Leah mordantly remembers her own run-ins with the limits of her knowledge, recalling her time as a bookish but unpolished student: "Out of her mouth: a two-syllable packing company Socrates, a three-syllable cleaning fluid Antigone." This is NW at its best, riffing on council-flat girls with brains and ambition crashing into a privileged world they are only dimly aware of. "The students were tired of things Keisha had never heard of, and horrified by the only thing she knew well: the Bible."
Made primarily by and for well-educated middle-class types, literary fiction is mostly silent these days about poverty and struggle - primarily out of sheer ignorance. Smith's topic is worthy of a great novel. So why does NW feel so curiously affectless, as if written entirely in an imaginary theoretical tense of English, where actions have no consequences and characters exist primarily to illustrate their conundrums and not the other way around? This book about feeling adrift from life suffers from the same malaise as its characters.
Smith intends Leah and Natalie to be tragic figures of post-Thatcherite England, of upward mobility without nobility or assurance. "Those who submit to traditional laws have at least the defence of 'simplicity, obedience and example'," observes one of Natalie's law professors. "While those who try to change them, that is, the laws, are usually terrible in some way, monstrous. We see ourselves as perfect exceptions."
Natalie and Leah are the designated exceptions, escapees from the charmless prisons of the council estates, but Smith never makes us truly feel their monstrosity. They are in-between figures, caught between a past they shun and a present that ill-suits them (Natalie even juggles two names, one for then and one for now). Their husbands, in particular, bear the burden of their selfishness, born of a nagging belief that their lives are not truly their own. But monsters? Hardly.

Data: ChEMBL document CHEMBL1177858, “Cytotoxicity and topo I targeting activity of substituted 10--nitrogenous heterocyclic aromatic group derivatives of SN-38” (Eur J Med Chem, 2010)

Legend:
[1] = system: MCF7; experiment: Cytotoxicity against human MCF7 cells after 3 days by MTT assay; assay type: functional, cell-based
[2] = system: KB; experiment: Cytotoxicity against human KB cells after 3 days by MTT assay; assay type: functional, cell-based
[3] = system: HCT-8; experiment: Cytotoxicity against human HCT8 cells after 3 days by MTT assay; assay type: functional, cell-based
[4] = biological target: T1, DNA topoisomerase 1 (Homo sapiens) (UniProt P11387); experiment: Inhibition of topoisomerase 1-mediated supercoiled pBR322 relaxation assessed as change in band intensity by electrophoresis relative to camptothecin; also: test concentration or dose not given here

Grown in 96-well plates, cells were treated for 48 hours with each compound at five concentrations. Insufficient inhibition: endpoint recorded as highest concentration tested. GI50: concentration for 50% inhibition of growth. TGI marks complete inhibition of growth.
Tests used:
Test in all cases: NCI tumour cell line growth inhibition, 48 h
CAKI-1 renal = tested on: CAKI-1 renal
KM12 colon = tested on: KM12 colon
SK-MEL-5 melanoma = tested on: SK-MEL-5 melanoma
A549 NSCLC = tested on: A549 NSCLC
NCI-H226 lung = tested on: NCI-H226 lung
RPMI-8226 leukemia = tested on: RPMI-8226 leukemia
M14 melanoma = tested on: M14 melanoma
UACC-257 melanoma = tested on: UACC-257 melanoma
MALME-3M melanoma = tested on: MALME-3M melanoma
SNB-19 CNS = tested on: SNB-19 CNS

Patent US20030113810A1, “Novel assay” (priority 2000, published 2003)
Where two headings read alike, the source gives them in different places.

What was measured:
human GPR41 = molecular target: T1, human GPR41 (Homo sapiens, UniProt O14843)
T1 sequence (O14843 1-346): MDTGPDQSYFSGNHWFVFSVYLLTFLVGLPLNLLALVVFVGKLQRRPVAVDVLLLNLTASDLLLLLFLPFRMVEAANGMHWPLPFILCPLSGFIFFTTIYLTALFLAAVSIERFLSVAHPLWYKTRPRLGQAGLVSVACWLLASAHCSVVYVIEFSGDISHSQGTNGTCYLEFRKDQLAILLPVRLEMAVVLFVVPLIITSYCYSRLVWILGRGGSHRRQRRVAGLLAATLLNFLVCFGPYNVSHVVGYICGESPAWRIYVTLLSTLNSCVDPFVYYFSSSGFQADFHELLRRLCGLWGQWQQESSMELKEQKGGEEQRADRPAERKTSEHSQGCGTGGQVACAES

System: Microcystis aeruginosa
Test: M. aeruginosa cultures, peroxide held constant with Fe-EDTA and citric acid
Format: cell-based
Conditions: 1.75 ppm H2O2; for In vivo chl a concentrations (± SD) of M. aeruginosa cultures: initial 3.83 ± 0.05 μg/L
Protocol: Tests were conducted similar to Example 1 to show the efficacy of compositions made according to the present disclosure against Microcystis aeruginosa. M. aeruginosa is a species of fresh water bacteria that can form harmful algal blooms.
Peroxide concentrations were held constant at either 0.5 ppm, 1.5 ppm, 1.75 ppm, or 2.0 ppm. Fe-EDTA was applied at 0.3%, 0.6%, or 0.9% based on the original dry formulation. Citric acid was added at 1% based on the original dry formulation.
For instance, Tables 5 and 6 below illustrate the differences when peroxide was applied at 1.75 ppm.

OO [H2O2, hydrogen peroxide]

NW's dialogue is deliberately shallow, with Smith's narrator regularly interceding to point out its essential triteness. (It is even printed in smaller type, as if to emphasise how unimportant it is to the scope of the narrative.)
"People were living like this," Smith observes, mocking a character's nagging tendency to describe everything as "how we're living". "Living like that. Living like this." The book rarely gets more specific, its clichés deftly wielded to ward off deeper meanings that never arrive.
Smith has always been a parodist of meaningless chatter. When academic Howard Belsey is asked whether his wife is special in On Beauty, he replies that "I'd say that she has enabled my existence in the form that it has taken".